Living X-Tra Large: A Year With the Beastie Boys

Once they were America's biggest brats. Now they're content to be our coolest cats. BOB MACK spent nearly a year observing the Beastie Boys. Here is his inside story on the making of their new album.

SPIN's May 1992 cover / Photo by Enrique Badulescu
SPIN's May 1992 cover / Photo by Enrique Badulescu
WRITTEN BY
Bob Mack

Back in May 1990, the phone rang, I asked who it was, and an unfamiliar voice said, "Ricky Powell." "As in 'Homeboy throw in the towel Your girl got dicked by Ricky Powell,' Beastie Boys fame?"

"Yeah, listen," he said directly, "What's this you're dissing the Beasties in SPIN?"

Uh-oh. In my "Hip Hop Map of America" [SPIN, June '90], I had written "L.A., the way, also acts as a rest home for retired rappers Rick Rubin and the Beastie Boys." So I did what any critic would do in that situation: I blamed my editor.

This pacified Ricky Powell, and that's a good thing. Because Ricky Powell — part-time photographer, cable-TV personality, substitute teacher, and stand-up comic — is what you might call "the fourth Beastie.

"Of course, in the same way there were many "fifth" Beatles, so there are a few fourth Beasties. There's DJ Hurricane, who took over the wheels of steel from MTV's Dr. Dre in summer 1986. There's Mario Caldato, Jr. — an engineer, co-producer, and co-writer of six songs on the collection of funky instrumentals, fuzz- bass rock, hardcore, progresso psychedelia, and, oh yeah,/ 21st-century schizoid hip hop that is the brilliant new Beasties album, Check Your Head; in other words, the poor bastard who helped cull an LP from the 50 songs scattered throughout 100 hours of digital audiotapes. Finally, there's Caldato's high-school buddy Mark Ramos by Nishita, a master carpenter and keyboardist who first came into the fold when some girl ran her car into the entrance gate of the "G-Spot," an incredible '70s-type pad that the Beasties rented in 1989 during the recording of their last album, Paul's Boutique. Nishita fixed the gate before the owners came back and later helped the band build their new studio. In the end, he co-wrote nine cuts on the new LP and added tasty keyboards in an array of textures, ranging from Jimmy Smith-type jazz to Pink Floydish razzmatazz.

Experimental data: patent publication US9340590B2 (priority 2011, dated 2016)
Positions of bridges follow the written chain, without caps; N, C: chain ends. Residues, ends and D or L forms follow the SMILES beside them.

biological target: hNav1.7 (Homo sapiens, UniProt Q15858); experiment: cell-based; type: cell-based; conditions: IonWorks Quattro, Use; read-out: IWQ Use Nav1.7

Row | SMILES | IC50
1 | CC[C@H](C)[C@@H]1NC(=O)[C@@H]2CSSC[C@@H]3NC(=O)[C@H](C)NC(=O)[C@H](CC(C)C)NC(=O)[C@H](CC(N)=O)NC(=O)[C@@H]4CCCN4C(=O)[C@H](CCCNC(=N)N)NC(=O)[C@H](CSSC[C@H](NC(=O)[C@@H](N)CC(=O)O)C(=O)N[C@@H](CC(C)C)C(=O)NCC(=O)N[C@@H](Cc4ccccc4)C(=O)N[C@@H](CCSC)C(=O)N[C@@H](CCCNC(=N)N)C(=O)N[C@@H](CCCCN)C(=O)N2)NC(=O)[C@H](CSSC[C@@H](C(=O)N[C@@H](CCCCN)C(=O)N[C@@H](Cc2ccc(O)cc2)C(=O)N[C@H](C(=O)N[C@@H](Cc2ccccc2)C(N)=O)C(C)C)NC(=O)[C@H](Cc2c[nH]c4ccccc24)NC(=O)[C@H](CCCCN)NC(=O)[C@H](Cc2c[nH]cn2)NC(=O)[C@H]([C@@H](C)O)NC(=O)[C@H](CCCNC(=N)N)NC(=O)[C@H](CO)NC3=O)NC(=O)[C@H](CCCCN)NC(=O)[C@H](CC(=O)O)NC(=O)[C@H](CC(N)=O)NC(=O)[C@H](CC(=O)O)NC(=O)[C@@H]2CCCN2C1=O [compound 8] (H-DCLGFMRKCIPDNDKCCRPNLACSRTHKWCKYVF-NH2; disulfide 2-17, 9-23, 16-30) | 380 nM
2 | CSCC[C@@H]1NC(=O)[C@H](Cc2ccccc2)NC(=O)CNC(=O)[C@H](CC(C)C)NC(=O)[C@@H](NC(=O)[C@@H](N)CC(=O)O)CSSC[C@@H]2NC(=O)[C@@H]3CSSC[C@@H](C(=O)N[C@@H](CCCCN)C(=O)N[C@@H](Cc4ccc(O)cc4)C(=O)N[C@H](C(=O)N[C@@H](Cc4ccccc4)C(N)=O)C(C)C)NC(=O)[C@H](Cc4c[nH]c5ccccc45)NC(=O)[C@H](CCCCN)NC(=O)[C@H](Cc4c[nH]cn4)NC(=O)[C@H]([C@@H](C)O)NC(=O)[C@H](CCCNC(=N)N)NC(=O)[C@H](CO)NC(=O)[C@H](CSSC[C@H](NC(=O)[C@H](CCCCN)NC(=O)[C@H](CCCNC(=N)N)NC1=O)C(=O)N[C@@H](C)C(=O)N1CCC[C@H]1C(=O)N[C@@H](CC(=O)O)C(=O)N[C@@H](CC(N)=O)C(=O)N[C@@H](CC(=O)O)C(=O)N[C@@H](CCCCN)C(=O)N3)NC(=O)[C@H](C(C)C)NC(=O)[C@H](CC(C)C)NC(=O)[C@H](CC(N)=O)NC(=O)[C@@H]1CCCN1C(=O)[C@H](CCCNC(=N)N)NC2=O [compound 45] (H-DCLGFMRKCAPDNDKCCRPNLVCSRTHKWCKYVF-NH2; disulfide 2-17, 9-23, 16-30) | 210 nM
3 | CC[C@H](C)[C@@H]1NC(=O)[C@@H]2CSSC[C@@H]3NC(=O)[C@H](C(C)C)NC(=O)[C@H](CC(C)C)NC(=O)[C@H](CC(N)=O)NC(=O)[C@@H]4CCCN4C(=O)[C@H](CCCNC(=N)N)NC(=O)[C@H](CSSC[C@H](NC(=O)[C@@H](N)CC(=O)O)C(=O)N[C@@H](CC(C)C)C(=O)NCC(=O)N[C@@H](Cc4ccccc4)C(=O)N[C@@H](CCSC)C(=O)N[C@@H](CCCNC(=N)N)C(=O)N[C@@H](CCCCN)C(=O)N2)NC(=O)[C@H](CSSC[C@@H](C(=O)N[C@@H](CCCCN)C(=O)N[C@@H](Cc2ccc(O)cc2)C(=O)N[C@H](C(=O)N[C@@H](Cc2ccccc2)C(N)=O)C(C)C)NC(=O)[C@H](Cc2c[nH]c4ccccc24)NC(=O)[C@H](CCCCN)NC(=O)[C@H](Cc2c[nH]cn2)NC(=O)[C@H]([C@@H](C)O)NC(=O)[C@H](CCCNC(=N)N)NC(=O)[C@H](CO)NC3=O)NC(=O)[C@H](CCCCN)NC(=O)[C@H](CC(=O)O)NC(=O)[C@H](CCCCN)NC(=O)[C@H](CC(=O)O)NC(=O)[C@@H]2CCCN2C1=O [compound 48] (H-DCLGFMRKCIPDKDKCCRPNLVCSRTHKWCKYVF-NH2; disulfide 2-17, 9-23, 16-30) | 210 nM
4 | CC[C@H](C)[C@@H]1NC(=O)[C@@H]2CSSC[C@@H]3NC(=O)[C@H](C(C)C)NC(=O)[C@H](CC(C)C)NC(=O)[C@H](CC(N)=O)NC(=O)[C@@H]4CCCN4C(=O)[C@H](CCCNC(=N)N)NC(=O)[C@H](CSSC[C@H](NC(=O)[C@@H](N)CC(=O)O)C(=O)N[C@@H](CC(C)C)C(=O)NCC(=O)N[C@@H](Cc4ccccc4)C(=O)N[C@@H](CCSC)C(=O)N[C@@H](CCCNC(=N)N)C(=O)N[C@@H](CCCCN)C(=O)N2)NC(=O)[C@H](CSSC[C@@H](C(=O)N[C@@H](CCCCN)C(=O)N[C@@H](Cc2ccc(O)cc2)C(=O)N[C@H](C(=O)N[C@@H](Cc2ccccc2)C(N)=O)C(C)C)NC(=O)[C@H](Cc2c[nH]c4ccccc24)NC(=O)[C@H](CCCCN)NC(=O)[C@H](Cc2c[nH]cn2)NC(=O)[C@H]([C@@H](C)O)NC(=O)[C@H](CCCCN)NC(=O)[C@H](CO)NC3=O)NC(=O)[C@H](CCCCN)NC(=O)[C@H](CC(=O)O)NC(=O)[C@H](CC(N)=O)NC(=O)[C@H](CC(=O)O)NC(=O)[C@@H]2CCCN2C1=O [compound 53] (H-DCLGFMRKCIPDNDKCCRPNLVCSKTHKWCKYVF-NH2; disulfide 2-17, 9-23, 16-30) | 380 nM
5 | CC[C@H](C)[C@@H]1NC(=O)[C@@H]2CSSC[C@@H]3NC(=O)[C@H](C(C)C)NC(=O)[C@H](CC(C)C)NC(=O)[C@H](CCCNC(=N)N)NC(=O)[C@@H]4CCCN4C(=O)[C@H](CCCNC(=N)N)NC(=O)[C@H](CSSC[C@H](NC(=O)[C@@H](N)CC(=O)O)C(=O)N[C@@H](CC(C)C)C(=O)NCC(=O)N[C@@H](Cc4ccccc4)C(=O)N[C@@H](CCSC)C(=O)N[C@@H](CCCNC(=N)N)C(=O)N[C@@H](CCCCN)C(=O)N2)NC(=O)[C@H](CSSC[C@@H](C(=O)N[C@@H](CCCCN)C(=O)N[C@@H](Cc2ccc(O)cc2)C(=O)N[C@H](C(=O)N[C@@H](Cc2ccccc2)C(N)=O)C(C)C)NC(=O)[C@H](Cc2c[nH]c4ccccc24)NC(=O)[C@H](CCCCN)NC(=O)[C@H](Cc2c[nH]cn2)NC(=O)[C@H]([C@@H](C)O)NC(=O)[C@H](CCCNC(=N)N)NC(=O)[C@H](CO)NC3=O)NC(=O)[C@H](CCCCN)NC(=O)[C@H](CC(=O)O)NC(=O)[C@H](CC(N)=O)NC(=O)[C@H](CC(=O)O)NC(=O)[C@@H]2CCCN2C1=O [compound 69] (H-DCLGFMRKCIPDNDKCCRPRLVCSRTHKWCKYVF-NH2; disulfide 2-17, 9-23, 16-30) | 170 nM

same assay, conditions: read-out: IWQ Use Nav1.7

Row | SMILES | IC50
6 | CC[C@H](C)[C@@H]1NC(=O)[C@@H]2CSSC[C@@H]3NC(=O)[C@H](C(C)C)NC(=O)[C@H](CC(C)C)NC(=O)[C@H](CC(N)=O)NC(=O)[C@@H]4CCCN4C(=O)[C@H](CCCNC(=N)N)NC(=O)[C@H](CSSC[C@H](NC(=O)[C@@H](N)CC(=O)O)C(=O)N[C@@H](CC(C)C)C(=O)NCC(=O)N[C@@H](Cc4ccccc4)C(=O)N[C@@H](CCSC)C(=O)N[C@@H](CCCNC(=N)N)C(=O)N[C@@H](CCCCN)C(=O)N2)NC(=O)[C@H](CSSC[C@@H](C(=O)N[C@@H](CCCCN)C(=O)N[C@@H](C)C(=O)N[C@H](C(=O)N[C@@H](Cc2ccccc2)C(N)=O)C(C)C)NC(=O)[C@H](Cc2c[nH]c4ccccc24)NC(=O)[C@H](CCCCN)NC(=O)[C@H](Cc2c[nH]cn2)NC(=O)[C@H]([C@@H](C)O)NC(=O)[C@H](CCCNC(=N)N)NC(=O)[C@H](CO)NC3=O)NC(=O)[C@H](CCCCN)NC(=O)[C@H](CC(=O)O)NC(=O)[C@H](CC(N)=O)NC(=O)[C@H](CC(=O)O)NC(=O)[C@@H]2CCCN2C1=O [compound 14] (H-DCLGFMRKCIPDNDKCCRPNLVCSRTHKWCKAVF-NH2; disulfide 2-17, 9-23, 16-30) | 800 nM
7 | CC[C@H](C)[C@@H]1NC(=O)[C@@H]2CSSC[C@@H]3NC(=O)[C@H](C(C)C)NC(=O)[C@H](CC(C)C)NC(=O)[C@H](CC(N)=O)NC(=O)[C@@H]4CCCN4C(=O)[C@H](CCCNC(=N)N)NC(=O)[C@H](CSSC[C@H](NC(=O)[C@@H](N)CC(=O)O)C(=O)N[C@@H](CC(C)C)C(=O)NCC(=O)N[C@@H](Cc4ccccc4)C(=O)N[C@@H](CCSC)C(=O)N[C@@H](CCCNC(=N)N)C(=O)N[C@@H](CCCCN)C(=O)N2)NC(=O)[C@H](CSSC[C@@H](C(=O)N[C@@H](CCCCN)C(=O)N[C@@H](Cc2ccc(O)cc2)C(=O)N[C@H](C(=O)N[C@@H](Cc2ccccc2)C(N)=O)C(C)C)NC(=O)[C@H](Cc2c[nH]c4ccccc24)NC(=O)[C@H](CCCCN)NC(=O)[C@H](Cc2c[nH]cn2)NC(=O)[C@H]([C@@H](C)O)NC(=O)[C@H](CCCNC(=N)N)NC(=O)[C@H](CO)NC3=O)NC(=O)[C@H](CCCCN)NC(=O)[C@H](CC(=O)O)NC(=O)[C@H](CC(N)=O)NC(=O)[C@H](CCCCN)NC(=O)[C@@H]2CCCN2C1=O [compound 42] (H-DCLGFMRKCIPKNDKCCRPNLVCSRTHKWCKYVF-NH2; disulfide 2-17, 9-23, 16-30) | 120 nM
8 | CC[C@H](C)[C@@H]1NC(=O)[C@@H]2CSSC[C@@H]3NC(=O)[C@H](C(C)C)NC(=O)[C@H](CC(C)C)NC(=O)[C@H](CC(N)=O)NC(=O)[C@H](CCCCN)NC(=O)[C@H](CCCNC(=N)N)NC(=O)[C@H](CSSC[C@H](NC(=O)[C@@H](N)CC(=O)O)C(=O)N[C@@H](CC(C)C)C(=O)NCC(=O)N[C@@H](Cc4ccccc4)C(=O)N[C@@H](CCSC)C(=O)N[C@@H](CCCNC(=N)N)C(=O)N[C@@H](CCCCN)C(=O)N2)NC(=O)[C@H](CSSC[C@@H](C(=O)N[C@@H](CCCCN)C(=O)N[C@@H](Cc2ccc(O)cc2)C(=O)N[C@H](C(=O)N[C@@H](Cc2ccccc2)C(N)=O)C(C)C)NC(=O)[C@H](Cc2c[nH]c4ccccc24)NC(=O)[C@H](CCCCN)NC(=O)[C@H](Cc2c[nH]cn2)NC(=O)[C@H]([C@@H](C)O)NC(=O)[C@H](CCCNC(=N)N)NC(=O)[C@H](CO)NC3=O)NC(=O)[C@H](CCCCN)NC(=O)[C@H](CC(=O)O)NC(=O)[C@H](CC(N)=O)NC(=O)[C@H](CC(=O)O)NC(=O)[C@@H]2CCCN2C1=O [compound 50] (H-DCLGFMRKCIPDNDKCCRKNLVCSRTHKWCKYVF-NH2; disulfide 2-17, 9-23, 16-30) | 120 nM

Nevertheless, there was still only one Ricky Powell. He had grown up in New York's West Village, playing basketball and going to elementary school with Adam Horovitz's sister, Rachel.

Eventually he toured the world with the band, chronicling with Instamatic camera the carnage of various tours that accompanied the Beasties' multi-platinum 1986 debut, Licensed to Ill. Nowadays he hangs out, waiting for the band to tour again — still pissed at their old manager, who reportedly wouldn't let the band tour in support of Paul's Boutique unless they played arenas. If Ricky were to hang around any other band, he'd be a flunky. But perhaps more than any of the Beasties themselves, he is just plain ol' funky.

In other words, I saw my in. "So Ricky, what are the boys up to?" They were working on a new album, he said. As a band. Playing their own instruments. They had their own studio and everything. "Jeez, Rick," I said, trying to play cool, "that's a great story. You wouldn't be able to hook me up with them, would you?

Ricky Powell said he'd see what he could do, and in early 1991 he gave me the phone number of Michael Diamond, known as Mike D, of the Beastie Boys. I left several messages with Mike D to no avail, but one day I finally got through. The only thing I remember him saying was: "Gene Simmons is a man of wealth and taste.

"I could do the story, but I'd have to wait until they got it together. That wasn't until June. Even once I was in L.A., I couldn't go over to the studio until they finished doing some vocal tracks — at 1:30 a.m.

Beastie Boys / Photo by Enrique Badulescu

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